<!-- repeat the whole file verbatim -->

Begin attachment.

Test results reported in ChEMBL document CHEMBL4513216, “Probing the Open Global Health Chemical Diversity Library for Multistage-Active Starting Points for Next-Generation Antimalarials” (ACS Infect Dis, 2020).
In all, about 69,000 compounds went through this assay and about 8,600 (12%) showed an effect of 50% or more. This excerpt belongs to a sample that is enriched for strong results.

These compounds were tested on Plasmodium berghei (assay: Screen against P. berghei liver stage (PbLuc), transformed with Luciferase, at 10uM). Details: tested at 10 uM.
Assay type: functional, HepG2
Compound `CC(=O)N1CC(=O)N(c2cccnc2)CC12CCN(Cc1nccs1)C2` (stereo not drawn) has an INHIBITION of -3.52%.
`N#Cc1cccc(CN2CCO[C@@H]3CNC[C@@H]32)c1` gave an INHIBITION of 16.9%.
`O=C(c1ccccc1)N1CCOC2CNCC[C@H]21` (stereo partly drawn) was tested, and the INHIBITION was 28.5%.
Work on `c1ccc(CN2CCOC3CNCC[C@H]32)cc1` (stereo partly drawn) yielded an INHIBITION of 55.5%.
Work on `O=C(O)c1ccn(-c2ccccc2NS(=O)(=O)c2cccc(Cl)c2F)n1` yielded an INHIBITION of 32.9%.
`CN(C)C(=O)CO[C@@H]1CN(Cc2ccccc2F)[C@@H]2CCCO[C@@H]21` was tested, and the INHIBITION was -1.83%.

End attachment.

Test results reported in ChEMBL document CHEMBL4513216, “Probing the Open Global Health Chemical Diversity Library for Multistage-Active Starting Points for Next-Generation Antimalarials” (ACS Infect Dis, 2020).
In all, about 69,000 compounds went through this assay and about 8,600 (12%) showed an effect of 50% or more. This excerpt belongs to a sample that is enriched for strong results.

These compounds were tested on Plasmodium berghei (assay: Screen against P. berghei liver stage (PbLuc), transformed with Luciferase, at 10uM). Details: tested at 10 uM.
Assay type: functional, HepG2
Compound `CC(=O)N1CC(=O)N(c2cccnc2)CC12CCN(Cc1nccs1)C2` (stereo not drawn) has an INHIBITION of -3.52%.
`N#Cc1cccc(CN2CCO[C@@H]3CNC[C@@H]32)c1` gave an INHIBITION of 16.9%.
`O=C(c1ccccc1)N1CCOC2CNCC[C@H]21` (stereo partly drawn) was tested, and the INHIBITION was 28.5%.
Work on `c1ccc(CN2CCOC3CNCC[C@H]32)cc1` (stereo partly drawn) yielded an INHIBITION of 55.5%.
Work on `O=C(O)c1ccn(-c2ccccc2NS(=O)(=O)c2cccc(Cl)c2F)n1` yielded an INHIBITION of 32.9%.
`CN(C)C(=O)CO[C@@H]1CN(Cc2ccccc2F)[C@@H]2CCCO[C@@H]21` was tested, and the INHIBITION was -1.83%.